Does tone really matter?

#1

I recently took a class on writing technical documentation. While I enjoy writing as a hobby, I had never given a lot of thought to some of the technical aspects of writing until I completed some of the assignments in this class. In the following months, I began to study technical writing more, and tried to see how it might apply to other forms of writing, such as blog posts. I was really interested in how the tone of a story or article might affect readers. During my research, I came across this from the Google Technical Documentation Guide:

> Aim, in your documents, for a voice and tone that’s conversational, friendly, and respectful without being overly colloquial or frivolous; a voice that’s casual and natural and approachable, not pedantic or pushy. Try to sound like a knowledgeable friend who understands what the developer wants to do.
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> Don’t try to write exactly the way you speak; you probably speak more colloquially and verbosely than you should write, at least for developer documentation. But aim for a conversational tone rather than a formal one.
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> Don’t try to be super-entertaining, but also don’t aim for super-dry. Be human, let your personality show, be memorable; you can even be a little funny now and then. But remember that the primary purpose of the document is to provide information to someone who’s looking for it.
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> Remember that many readers are not native speakers of English, and that many of them come from cultures different from yours, and that your document may be translated into other languages.

https://developers.google.com/style/tone

I completely agree with this, and have tried to achieve similar tones in both my technical documentation, as well as my blog posts. My question is, as a writer, is tone something you focus on while writing? And if so, what are your thoughts on it?
As a reader, is tone something you notice in a story? And if so, how does it affect how you read or feel about a story?

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#2

Great guidelines! This could be one reason their docs seem to be improving by 10x lately.

Style and tone are so important. This is one reason the Hacker Noon editorial process has been great so far. We embrace personality. I’ve seen other publications suck the life out of content with poor editing.

#3

I agree! I think you see that a lot in other companies too, where the documentation is overly stuffy. Sometimes I feel like I need documentation to understand the documentation. Haha. But yeah, I think Hacker Noon really does a great job of letting the personalities of individual writers in tact through the tone they bring to their stories. Tone is really valuable, but it often seems like it can be easily overlooked.

#4

I absolutely focus on tone when I’m writing. Whatever I write tends to have a “natural tone”, a tone that comes through whether I try or not, such that my current mood and frame of mind influence my writing. I’ve been trying to shake this.

It hasn’t been an issue, yet, but I’d like to be able to control the tone more than I can right now. I can control it with certain words, sentence structure, and so on, but it doesn’t feel like enough, like I’m at the mercy of this “natural tone” that comes through anyway. I’m sure this is a common problem. I think I just need to practice writing more often. :wink:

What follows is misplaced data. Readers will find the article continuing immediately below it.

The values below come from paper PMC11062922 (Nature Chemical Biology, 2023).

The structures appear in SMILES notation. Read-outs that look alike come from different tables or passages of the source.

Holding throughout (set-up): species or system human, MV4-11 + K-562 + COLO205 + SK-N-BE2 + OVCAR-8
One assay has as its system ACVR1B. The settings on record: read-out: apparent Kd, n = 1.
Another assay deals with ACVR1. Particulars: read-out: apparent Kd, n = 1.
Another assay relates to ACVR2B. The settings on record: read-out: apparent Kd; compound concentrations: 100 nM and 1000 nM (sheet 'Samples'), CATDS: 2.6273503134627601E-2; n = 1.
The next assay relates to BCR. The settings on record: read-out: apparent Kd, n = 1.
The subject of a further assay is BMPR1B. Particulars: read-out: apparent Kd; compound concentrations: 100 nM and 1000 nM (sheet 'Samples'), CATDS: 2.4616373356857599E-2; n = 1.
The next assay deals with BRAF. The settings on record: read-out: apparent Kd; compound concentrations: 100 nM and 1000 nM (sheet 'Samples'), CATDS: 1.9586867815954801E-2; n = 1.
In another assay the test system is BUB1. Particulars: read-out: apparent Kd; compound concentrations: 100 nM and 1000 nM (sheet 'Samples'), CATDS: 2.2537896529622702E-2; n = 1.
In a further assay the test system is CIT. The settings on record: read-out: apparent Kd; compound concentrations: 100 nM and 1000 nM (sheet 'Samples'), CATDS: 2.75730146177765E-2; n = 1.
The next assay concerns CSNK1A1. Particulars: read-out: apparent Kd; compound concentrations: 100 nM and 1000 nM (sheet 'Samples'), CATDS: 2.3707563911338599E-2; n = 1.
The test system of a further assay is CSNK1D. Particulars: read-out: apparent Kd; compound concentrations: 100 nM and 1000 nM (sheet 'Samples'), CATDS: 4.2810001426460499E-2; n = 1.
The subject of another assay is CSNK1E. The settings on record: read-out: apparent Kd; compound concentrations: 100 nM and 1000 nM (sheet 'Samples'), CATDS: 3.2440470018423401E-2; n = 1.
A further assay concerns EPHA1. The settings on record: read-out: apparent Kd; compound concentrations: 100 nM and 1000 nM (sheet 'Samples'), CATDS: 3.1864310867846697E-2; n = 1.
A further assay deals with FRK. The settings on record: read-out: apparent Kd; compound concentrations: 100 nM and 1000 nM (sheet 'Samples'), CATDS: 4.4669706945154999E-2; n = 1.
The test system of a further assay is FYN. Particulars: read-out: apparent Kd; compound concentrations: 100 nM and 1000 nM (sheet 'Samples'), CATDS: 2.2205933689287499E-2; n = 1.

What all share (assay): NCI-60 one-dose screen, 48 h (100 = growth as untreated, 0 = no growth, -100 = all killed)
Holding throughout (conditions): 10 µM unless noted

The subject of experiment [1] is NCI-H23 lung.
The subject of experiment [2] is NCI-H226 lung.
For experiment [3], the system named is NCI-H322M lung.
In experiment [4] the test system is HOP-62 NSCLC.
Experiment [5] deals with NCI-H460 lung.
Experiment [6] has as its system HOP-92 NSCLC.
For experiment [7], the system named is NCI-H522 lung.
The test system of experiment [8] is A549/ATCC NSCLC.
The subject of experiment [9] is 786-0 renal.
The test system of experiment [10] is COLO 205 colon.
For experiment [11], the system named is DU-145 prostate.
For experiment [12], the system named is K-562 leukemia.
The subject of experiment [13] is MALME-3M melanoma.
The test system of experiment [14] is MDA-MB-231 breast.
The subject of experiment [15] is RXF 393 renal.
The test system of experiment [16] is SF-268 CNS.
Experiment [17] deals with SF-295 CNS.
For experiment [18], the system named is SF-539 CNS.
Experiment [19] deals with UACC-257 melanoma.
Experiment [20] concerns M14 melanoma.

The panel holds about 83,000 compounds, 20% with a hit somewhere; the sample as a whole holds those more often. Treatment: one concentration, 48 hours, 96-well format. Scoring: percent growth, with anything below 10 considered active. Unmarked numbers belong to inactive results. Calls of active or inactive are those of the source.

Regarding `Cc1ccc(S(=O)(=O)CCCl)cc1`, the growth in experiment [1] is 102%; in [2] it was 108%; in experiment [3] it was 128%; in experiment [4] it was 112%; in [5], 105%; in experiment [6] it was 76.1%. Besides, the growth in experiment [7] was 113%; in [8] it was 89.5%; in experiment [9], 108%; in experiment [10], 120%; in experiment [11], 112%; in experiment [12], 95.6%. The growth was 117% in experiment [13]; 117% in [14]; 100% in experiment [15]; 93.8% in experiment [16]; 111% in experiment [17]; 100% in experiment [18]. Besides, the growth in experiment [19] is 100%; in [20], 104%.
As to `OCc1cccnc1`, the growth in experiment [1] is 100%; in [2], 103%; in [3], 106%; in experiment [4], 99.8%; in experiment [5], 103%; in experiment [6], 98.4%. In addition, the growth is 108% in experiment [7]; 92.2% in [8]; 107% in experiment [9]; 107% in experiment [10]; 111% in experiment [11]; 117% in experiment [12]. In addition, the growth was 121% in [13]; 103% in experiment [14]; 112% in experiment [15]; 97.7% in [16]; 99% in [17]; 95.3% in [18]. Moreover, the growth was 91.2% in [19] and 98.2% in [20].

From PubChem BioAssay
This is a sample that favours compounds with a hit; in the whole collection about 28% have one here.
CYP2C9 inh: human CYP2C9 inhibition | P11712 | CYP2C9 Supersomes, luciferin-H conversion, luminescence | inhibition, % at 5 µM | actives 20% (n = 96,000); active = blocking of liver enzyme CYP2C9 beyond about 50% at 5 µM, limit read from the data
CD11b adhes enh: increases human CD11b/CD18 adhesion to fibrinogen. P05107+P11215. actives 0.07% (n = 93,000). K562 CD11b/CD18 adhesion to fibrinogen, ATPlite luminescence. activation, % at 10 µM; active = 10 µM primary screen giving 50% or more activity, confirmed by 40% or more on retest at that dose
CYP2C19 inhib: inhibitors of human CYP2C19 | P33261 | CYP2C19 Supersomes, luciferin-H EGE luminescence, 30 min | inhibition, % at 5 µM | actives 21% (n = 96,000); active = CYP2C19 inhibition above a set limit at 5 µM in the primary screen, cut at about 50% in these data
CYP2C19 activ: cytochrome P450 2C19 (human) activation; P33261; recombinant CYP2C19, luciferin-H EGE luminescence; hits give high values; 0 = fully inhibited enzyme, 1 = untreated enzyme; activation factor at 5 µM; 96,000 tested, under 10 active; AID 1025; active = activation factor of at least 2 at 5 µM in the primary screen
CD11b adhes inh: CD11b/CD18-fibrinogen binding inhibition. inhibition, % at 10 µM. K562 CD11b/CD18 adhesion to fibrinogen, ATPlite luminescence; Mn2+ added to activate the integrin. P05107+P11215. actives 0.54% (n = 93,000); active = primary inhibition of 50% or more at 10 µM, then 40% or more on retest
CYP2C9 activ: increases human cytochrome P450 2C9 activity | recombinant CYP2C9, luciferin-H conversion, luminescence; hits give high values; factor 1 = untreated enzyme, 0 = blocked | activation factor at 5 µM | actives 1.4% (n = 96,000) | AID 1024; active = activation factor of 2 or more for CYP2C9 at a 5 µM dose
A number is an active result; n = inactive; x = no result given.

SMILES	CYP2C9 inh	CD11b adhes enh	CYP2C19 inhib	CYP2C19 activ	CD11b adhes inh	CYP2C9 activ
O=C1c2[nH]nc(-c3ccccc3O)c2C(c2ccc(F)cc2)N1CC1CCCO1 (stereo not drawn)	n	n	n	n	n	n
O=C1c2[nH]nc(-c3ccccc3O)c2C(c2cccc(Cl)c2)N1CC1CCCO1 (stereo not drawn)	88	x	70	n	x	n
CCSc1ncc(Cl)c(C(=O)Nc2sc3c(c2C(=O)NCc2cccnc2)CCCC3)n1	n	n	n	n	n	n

Tone definitely affects how I feel about a story. The tone might be condescending, and make me want to stop reading. Maybe the tone is super dry, and it’s a chore to read. Or maybe, in rare instances, the tone has a touch of magic and I can’t stop reading. :slight_smile:

#5

I don’t think there is a “perfect” tone for technical posts. Just like fictional books, a variety of styles can coexist.

For example, you could have a sarcastic sounding piece about a particular framework/tool that the author hates. The language can amplify the message here.

Or perhaps a more “excited” sounding post about a new framework/tool, filled with colorful emojis. I know I would be more likely to check out whatever the author is discussing if he/she conveys a genuine sense of excitement.

It would be quite boring if every technical post on the internet used a uniformly “natural” tone.

#6

I very much agree with this. That’s why our editorial process can’t strip everything down and make it the same.

#7

Absolutely agreed! That’s why I’m trying to shake this habit. :smile: What I meant by a “natural tone” was that I have a tone that comes through regardless of my effort, not that this tone is the “ideal” or “perfect” tone for any technical post. Far from it!

#8

I completely agree as well! By nature, I like to crack jokes and be fairly lighthearted, so even in my technical writing, I tend to use a little more humor and take a non-serious approach. However, sometimes I have found that particular stories really need a different tone than the one I usually write in. I wrote a story once about solving a math based algorithm. And I figured that the people who would be interested in this story would probably prefer a more straight forward approach. I remembered this guy in school who was a huge math whiz. He and I had talked on occasion, so as I wrote the story, I sort of imagined that I was carrying on a conversation with him. This really helped me change my tone to what I thought was better for the story.

I think sometimes the difficulty I face is knowing what kind of tone to shoot for in each story. I still don’t know if I made the right assumptions in deciding on the tone for the story in that example. But it seemed right at the time.

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